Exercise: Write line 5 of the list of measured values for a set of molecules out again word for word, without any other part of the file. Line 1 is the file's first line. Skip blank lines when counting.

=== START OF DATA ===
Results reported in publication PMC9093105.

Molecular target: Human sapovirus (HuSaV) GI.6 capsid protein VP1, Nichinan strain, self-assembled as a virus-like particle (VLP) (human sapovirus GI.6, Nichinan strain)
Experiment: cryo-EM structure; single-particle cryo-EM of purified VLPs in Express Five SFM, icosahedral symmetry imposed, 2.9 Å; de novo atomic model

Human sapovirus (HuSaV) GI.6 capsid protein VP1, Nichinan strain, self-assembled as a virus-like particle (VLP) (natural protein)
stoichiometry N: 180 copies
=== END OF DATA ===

stoichiometry N: 180 copies